NA withdraws Impeachment Procedure Bill

NA adopts marriage amendment bill

The National Assembly (NA) on Friday unanimously adopted the Marriage Amendment Bill of Bhutan after the Chairperson of the legislative committee, Kuenga moved the motion for the adoption of the Marriage (Amendment) Bill of Bhutan 2024. The National Assembly has amended only one section of the bill, which pertains to the marriage age for females. With it, the marriage age is raised from 16 to 18 years.

The amended section now states, “For a marriage of minors, a male and female who have not attained 18 years of age at the time of marriage shall not be granted marriage certificates.” This amendment aims to align with other relevant acts, including the Penal Code of Bhutan 2004, the Contract Act of Bhutan 2013, and the Child Care and Protection Act of Bhutan 2011.

The Chairperson of the legislative committee presented the Marriage (Amendment) Bill of Bhutan 2024 for the third reading on June 20. The amendment seeks to formalize the marriageable age at 18 years for both males and females, harmonizing with other relevant laws and international instruments. This initiative addresses inconsistencies found in the English translation of Bhutan’s Marriage Act of 1980, which was amended in 1996. The move underscores Bhutan’s commitment to global norms and human rights standards.

The Marriage (Amendment) Bill 2024 is anticipated to have far-reaching implications for Bhutanese society, particularly in terms of protecting the rights and interests of young people. The government’s commitment to aligning its laws with international standards is expected to enhance Bhutan’s reputation as a champion of human rights and democratic governance.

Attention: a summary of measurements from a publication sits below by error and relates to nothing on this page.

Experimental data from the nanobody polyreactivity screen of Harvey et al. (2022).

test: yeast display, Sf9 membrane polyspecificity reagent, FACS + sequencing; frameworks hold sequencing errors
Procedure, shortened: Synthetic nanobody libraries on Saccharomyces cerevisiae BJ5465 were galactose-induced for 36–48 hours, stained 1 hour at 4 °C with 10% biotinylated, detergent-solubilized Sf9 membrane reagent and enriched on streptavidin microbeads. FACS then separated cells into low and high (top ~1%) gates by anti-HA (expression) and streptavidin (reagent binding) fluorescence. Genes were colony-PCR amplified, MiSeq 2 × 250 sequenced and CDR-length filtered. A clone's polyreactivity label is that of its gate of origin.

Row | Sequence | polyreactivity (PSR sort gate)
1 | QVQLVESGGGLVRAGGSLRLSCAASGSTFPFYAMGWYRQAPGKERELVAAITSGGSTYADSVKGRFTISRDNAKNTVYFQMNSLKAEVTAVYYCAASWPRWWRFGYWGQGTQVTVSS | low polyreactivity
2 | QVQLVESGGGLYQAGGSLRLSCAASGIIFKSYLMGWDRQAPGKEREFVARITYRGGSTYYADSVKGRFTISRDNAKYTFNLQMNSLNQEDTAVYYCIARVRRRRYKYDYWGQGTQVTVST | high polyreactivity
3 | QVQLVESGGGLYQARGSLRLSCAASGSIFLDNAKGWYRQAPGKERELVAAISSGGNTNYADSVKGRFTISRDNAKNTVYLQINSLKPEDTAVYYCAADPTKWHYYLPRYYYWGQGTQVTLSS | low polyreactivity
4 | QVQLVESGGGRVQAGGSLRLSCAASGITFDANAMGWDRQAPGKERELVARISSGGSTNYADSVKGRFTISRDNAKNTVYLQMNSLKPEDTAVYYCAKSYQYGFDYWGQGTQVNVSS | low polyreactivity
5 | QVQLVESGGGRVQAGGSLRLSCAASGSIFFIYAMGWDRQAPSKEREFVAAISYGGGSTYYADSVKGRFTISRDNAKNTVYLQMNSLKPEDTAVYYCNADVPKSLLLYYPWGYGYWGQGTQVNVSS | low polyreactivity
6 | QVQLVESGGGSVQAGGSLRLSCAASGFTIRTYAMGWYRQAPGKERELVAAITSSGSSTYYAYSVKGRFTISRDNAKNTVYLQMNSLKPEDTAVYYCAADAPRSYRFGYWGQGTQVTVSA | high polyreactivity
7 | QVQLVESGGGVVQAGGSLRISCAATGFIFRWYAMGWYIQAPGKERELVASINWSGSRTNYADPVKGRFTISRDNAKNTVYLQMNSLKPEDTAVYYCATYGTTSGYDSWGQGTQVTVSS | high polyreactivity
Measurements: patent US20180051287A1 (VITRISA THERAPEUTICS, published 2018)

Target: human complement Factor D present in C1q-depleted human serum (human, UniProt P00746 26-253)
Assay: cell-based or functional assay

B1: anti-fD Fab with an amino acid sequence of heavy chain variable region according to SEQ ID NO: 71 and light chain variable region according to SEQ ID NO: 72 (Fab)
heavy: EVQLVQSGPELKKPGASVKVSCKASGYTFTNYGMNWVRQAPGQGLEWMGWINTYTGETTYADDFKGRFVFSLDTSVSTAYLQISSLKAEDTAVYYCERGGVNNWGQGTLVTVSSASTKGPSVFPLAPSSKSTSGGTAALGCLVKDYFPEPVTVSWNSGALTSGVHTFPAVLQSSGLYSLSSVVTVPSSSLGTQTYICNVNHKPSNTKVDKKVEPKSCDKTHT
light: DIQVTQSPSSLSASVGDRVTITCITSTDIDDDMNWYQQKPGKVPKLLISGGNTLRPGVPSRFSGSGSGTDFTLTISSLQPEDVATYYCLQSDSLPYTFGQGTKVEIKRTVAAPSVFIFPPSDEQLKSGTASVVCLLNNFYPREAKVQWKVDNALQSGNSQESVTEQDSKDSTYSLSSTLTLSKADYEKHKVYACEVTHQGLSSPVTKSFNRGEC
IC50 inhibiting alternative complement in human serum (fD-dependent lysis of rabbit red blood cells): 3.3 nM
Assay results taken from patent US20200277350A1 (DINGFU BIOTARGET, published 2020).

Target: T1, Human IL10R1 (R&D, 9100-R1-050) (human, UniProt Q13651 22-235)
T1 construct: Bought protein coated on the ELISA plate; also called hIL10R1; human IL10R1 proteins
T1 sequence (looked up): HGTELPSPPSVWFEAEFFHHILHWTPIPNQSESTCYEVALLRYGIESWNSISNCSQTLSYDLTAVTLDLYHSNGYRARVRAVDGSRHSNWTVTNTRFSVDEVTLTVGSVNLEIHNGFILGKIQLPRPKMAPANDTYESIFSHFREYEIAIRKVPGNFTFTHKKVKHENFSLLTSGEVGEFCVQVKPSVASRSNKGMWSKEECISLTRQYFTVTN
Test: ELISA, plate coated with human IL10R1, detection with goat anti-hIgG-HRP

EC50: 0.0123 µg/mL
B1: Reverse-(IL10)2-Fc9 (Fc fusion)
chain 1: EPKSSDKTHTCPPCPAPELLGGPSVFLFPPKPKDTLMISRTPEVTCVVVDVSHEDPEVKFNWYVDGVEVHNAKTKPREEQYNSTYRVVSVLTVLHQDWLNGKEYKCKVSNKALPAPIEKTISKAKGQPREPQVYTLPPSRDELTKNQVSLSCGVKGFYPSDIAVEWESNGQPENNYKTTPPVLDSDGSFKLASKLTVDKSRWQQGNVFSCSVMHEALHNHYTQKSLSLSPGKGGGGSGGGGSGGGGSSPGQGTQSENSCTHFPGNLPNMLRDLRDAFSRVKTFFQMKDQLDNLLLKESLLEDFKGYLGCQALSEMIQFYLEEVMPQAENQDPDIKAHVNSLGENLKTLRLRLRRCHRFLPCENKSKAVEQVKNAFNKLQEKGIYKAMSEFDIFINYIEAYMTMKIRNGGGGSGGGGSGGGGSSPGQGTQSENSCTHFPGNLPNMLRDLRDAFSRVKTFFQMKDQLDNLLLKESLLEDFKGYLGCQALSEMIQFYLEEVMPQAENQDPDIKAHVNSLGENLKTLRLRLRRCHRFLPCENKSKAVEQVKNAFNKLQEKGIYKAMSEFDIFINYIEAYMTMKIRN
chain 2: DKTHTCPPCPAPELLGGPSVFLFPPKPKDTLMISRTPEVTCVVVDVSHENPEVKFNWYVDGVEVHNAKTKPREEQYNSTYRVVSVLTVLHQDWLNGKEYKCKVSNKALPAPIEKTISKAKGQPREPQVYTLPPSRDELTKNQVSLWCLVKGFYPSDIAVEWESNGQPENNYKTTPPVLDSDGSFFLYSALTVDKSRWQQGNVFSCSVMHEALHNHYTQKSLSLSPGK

In the review, the Chairperson pointed out that Bhutan had been graded low in the Convention on the Elimination of all Forms of Discrimination Against Women (CEDAW) and Conventions on the Rights of the Child (CRC). Bhutan will now work according to the country’s law to address these issues. With the specified age, the chairperson said Bhutan could align with international conventions.

During the debate, members of the House supported the amendment but raised concerns about the need for further clarification on the marriageable age for both males and females. They emphasized the importance of provisions concerning marriages involving minors.

The proposed amendment is seen as a significant step towards promoting gender equality and protecting the rights of children in Bhutan. With all 45 members present voting in favor of the amendment, it is expected to become law soon, but not before it is transmitted to the National Council (NC) for further consideration.

By Dechen Tshomo, Thimphu